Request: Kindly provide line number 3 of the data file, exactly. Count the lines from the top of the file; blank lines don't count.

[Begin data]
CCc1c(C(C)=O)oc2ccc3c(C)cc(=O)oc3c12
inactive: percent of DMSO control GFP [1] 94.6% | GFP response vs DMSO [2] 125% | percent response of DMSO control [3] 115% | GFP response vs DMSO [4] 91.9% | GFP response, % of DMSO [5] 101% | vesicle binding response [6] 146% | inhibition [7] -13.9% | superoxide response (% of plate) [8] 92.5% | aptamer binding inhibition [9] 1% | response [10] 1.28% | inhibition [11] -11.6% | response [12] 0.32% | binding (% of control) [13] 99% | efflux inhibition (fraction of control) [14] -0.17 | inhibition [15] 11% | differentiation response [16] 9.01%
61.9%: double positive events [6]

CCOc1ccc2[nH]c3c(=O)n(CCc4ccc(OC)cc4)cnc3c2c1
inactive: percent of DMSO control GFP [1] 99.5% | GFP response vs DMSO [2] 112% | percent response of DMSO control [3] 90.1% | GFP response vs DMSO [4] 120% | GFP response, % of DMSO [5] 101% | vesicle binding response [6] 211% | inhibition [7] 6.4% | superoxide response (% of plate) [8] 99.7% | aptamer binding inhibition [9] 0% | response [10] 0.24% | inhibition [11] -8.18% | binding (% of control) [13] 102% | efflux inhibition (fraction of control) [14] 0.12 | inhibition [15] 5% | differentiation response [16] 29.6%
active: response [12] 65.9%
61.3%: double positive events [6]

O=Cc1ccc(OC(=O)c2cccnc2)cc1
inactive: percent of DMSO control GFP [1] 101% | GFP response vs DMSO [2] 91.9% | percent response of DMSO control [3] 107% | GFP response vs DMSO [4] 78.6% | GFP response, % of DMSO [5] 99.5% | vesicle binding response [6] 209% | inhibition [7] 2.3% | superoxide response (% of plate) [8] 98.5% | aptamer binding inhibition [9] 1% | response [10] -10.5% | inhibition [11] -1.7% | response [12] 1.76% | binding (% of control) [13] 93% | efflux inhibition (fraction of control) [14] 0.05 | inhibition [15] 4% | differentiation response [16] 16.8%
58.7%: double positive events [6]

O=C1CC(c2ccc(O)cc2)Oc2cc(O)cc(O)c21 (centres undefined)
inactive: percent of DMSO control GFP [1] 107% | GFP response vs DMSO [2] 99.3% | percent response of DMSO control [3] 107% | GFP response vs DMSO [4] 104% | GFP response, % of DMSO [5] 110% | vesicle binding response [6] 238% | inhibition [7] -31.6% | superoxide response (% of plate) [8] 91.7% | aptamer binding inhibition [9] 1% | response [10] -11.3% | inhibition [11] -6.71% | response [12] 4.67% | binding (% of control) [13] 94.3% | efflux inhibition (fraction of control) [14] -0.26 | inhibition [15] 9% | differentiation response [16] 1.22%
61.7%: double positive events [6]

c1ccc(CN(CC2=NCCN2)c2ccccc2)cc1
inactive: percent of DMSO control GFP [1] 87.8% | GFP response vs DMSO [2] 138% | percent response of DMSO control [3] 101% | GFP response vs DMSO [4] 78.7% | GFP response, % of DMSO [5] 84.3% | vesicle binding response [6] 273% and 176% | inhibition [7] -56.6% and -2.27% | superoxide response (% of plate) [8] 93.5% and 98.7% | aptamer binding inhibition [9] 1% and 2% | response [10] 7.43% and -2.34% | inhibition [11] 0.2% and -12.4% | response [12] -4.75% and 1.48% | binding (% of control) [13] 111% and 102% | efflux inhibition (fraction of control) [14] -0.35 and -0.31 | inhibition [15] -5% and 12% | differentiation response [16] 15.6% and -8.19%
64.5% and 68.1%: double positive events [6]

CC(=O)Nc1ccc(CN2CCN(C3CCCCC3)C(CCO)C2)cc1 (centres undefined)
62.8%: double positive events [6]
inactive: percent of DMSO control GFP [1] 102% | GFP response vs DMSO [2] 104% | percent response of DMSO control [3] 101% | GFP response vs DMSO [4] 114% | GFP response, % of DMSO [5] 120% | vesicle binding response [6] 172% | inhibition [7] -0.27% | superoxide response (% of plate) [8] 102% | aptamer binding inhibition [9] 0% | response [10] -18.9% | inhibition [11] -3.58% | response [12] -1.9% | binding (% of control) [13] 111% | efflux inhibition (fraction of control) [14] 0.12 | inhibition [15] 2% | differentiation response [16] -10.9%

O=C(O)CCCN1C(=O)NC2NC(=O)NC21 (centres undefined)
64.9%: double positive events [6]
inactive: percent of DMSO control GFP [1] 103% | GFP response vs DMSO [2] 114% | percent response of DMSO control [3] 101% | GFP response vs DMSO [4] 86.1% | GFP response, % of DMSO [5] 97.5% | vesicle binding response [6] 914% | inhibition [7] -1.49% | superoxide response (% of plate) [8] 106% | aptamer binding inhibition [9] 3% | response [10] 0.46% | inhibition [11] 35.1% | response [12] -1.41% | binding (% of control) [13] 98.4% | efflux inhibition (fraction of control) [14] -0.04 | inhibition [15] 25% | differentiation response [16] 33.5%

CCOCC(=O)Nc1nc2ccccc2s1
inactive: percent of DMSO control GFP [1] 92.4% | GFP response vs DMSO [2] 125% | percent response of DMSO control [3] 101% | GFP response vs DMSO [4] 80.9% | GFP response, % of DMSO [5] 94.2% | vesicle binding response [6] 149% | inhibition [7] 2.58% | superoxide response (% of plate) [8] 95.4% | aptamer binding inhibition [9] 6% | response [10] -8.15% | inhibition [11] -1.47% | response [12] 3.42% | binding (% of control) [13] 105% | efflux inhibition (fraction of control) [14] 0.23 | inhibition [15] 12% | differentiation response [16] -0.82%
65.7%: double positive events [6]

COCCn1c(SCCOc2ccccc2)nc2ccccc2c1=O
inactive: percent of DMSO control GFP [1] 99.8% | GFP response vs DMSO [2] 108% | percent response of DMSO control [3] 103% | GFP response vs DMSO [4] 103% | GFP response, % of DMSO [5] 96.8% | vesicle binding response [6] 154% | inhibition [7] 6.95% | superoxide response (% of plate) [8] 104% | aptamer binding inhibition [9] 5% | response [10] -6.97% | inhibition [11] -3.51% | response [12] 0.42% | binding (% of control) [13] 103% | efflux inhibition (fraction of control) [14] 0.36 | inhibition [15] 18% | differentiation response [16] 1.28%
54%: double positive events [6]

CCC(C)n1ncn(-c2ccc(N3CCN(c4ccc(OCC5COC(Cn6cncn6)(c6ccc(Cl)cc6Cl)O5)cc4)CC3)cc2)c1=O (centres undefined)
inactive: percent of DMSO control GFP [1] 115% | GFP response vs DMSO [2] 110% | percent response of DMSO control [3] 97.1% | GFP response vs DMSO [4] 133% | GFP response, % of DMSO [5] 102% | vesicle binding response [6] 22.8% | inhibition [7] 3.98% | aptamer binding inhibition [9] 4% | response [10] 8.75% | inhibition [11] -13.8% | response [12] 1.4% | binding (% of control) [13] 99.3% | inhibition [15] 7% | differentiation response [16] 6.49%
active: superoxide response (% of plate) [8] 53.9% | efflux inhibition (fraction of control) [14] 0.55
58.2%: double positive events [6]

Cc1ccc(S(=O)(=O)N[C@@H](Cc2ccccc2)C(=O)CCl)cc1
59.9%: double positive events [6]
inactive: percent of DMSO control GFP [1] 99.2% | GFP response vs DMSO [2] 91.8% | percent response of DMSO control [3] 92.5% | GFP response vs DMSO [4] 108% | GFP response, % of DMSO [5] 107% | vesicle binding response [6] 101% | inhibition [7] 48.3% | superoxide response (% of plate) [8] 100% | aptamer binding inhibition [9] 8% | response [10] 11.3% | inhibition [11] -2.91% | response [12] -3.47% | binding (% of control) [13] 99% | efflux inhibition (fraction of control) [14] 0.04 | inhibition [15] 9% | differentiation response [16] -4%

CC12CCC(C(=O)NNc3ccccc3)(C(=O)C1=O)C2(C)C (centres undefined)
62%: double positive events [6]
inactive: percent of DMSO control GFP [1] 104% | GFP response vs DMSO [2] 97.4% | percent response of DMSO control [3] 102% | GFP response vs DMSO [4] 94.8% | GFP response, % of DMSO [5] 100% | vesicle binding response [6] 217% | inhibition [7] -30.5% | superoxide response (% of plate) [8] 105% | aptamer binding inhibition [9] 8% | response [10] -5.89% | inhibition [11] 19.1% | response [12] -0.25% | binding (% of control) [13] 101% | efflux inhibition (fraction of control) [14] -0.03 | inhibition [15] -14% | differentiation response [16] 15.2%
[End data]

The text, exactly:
61.9%: double positive events [6]